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He sits on top of The Mount of Olives, ready to deliver a message that will forever change the course of human history and spirituality. The message is distilled from his solitary communion with the Universe in the outer wilderness and the profound, transformative wisdom acquired from overcoming his personal inner wilderness. It’s a message that resonates universally, reaching out to all of humanity.

The Beatitudes In The Bible

Jesus takes a deep breath and begins to speak. From his lips flow the much-longed-for soothing stream of wisdom: the words of The Beatitudes.

  • Blessed are the poor in spirit, for theirs is the kingdom of heaven.
  • Blessed are those who mourn, for they will be comforted.
  • Blessed are the meek, for they will inherit the earth.
  • Blessed are those who hunger and thirst for righteousness, for they will be filled.
  • Blessed are the merciful, for they will be shown mercy.
  • Blessed are the pure in heart, for they will see God.
  • Blessed are the peacemakers, for they will be called children of God.
  • Blessed are those who are persecuted for the sake of righteousness, for theirs is the kingdom of heaven.

His audience listens, enraptured. Though the words, born out of complexity and struggle, seem to contradict everything they have been taught, defying conventional logic, their simple message rings true in the hearts of the people assembled before him. And so it was, on that day, a new path toward true happiness was illuminated.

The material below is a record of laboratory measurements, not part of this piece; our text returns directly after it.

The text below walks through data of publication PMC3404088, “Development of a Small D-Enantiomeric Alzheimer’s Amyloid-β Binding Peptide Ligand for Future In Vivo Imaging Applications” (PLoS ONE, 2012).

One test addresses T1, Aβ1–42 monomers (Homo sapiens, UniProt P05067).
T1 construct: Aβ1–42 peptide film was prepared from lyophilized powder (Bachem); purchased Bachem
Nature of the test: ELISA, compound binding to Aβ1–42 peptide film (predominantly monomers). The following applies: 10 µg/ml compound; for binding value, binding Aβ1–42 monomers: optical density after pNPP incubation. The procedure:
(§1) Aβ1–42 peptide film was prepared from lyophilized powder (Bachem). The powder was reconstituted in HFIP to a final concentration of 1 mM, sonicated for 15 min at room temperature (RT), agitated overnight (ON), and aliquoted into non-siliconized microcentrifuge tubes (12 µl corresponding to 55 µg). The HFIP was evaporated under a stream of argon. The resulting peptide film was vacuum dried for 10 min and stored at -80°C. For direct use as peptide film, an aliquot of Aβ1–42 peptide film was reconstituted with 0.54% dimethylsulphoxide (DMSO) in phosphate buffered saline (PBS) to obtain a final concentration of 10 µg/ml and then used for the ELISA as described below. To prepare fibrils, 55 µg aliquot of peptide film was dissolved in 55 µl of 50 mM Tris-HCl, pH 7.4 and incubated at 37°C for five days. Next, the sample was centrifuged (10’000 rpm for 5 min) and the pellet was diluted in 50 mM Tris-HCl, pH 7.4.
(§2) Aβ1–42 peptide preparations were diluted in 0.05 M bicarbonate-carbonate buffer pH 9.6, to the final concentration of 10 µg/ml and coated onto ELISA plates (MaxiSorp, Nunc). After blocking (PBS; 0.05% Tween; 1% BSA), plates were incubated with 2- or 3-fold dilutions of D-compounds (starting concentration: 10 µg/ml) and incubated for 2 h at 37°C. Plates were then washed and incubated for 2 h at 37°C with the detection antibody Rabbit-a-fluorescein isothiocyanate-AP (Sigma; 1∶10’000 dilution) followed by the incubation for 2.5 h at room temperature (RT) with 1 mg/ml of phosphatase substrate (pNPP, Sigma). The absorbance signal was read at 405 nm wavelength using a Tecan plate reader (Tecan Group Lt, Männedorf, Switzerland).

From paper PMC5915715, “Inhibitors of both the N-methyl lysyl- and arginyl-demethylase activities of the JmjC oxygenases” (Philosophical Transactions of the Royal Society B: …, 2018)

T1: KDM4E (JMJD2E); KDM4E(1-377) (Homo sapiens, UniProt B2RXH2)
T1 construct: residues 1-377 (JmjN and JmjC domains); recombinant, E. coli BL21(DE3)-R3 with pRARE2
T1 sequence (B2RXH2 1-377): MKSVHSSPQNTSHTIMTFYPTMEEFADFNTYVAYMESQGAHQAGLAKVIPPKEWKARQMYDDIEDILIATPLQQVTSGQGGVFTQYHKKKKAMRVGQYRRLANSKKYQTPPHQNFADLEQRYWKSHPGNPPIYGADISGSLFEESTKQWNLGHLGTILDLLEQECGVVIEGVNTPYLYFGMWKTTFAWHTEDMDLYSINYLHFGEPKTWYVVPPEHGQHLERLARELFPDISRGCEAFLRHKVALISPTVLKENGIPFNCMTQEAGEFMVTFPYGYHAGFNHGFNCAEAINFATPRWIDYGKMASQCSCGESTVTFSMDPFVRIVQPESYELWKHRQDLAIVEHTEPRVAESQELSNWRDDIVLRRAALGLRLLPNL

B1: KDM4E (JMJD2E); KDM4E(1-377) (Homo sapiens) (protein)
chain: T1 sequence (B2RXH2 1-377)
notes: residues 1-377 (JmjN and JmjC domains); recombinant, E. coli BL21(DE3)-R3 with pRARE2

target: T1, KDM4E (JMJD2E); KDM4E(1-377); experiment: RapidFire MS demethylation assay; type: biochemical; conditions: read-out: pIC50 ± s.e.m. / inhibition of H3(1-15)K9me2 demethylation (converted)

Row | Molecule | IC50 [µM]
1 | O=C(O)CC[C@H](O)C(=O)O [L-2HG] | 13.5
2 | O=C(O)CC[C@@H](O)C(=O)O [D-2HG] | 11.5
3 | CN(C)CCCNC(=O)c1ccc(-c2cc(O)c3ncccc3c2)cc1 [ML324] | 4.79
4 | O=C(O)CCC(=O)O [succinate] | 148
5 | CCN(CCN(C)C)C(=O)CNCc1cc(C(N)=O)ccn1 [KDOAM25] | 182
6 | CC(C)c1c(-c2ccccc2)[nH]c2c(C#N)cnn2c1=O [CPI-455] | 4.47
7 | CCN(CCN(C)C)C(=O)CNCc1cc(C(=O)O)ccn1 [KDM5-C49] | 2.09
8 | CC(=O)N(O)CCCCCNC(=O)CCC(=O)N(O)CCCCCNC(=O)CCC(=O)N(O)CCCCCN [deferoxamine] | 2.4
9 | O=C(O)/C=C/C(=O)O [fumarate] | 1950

A Spiritual Path To True Happiness

When we think about religion, sometimes we view it as a prescription for self-condemnation and self-flagellation—a set of practices that are meant to be difficult, unpleasant, and, oftentimes, downright boring, stripping all the joy out of life.

In reality, the true intentions behind religion have always been the exact opposite of this. As His Holiness, the 14th Dalai Lama said in his Nobel Peace Prize acceptance speech,

“All religions pursue the same goals, that of cultivating human goodness and bringing happiness to all human beings. Though the means might appear different the ends are the same.”

His Holiness, the 14th Dalai Lama
The Dalai Lama Nobel Peace Prize
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God wants you to be happy. Religion and spirituality are not just about showing devotion to God. They are just as much about all the ways that God is devoted to you.

So, what do The Beatitudes actually mean and how can they unlock the gates to true happiness?

Keys To Happiness In Hard Times

When life doesn’t meet our expectations, when the rug is pulled out from under us, we’re struck with loss, grief, anger, and hopelessness. This is when the Beatitudes say, “God is with you right here, in the middle of your struggle.”

But rather than providing a quick fix or a motivational pep talk to climb out of whatever state you’re in, the Beatitudes flip what we think of success and happiness on its head. They invite you into a way of being in the world that can help heal your wounds. The Beatitudes show you that you don’t need to wait for the storm to clear itself away completely in order to experience happiness. Take it from another wise Buddhist, Thich Nhat Hanh: